classify the application of color in four categories.

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Module 2: "Color Theory"

Lecture 3: "Color Theory"

According to Sir Herbert Read: four uses of color in a work of art -

I. Natural Color
in relation to the 'likeness' of a picture with the help of light and shade.

Plate4. Still Life

577&um=1&ie=UTF-8&tbm=isch&source=og&sa=N&tab=wi&ei=Vb29T6m2N4X4rQeaspTGDQ ; May 24, 2012)

The naturalist color and composition depends on light and shade. The hues of colors respect to light shade
created near realist composition. Natural Colors concentrate with realistic depiction of the objects. The
above paintings (plate4) have gone in to great details and chosen color as per natural colors. Light and
shade plays the most important role in Natural Color.

II. Heraldic Color

The conventional use of color governed either by establishing rules, i.e. various religious or ritualistic norms,
primitive symbolism - green tree, blue water, yellow sand, red sun etc. The conventional color application
relates to child art and ritualistic art where color may denote separate meaning other than its actual visual
appearance. The paintings bellow (plate 5 A, B, C & D) illustrates various art work that applies conventional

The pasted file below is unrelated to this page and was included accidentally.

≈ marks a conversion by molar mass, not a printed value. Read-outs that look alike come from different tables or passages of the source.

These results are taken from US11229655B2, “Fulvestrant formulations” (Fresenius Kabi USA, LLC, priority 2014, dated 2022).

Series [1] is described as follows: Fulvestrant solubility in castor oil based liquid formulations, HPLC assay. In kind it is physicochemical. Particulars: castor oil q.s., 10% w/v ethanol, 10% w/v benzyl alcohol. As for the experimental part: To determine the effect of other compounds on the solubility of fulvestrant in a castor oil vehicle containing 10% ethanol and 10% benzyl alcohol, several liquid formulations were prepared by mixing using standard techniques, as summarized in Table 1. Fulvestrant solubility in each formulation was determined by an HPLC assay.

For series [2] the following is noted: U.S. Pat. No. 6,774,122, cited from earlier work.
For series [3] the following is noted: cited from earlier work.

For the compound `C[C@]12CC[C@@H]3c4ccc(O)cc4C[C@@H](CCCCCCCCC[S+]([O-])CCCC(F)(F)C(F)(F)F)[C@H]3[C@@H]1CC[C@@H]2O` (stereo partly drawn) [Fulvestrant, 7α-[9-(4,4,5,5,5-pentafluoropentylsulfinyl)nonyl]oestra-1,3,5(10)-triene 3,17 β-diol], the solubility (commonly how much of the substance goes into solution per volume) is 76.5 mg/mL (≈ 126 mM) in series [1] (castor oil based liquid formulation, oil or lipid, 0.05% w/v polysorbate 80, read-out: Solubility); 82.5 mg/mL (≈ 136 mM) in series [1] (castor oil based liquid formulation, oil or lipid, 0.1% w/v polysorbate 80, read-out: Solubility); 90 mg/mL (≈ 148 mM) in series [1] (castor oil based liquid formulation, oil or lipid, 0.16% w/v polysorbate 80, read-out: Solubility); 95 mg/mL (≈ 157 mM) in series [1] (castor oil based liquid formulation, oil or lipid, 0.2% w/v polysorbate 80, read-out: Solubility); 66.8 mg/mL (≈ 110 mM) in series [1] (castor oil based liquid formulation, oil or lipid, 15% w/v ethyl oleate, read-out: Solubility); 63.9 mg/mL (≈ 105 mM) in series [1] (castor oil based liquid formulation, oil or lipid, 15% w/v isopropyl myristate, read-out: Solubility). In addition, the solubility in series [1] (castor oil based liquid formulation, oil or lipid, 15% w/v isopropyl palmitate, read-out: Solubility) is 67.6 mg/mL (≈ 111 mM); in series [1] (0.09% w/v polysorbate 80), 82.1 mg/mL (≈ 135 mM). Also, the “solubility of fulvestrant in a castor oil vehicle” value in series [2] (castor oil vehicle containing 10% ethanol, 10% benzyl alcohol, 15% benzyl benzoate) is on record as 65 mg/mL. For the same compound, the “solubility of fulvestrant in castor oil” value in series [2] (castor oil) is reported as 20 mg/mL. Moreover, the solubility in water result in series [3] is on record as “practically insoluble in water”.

colors governed by the perception of religious symbolism or established norms.

Plate5. A. composition

B. Religious Art

C. Child Art

D. Egyptian Mural

5. A Source:http://www.google.co.in/search?
Conventional+landscape+painting&spell=1&biw=1272&bih=577 ; May 25, 2012
577&um=1&ie=UTF-8&tbm=isch&source=og&sa=N&tab=wi&ei=iQ2_T4i4LsbrrQe_45zFCQ ; May 25, 2012
.,cf.osb&fp=b9fc15024926eb66&biw=1272&bih=577 ; May 25, 2012
0S&aqi=g-S7&aql=&gs_l=img.1.0.0i24l7.15153.15710.0.17907. ; May 25, 2012

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Module 2: "Color Theory"

Lecture 3: "Color Theory"

III. Harmonic Color

The use of a scale of color in which each is considered in relationship to the rest. A dominant color in the
painting is selected to which the others are scaled up or down within a restricted range.

Plate6. A. Frank Stella,1966

6. B


Source: 6Ahttp://www.google.co.in/search?
stelle%27s+paintings&aq=f&aqi=&aql=&gs_l=img.3...14193.16966.0.19438. ;
May 25, 2012
in+Design&aq=f&aqi=&aql=&gs_l=img.3...9507.10674.0.11802. ; May 25, 2012

The above examples shows that the selections of colors are applied based on relative color composition. In
Frank Stellas painting (plate 6.A) is an excellent example of Harmonic color composition. Similarly the
arrangement of the bedroom (plate 6.C) and the choice of color are based on the relative selection of linen
and other fabric colors.

IV. Pure Color

Color used for its own sake. Taken in their purest intensity, colors are built up into patterns of contrasts.
The main object being decorative, color is thus reduced to its most direct sensuous appeal. Hence,
relationship between colors in its pure value is the basic aspect.

Plate 7.A. Piet Mondrian


7. C

577&um=1&ie=UTF-8&tbm=isch&source=og&sa=N&tab=wi&ei=sBy_T7mENIvprQedn5W5CQ ; May 25, 2012

Piet Mondrian, in his paintings (Pure Plastic Art) created the compositions based on the pure colors- red,
yellow, blue and black and white (plate 7 A). Mondrians work introduced a new style of minimalist
approach (plates 7A,B&C) to create balance through simplicity and minimal use of colors.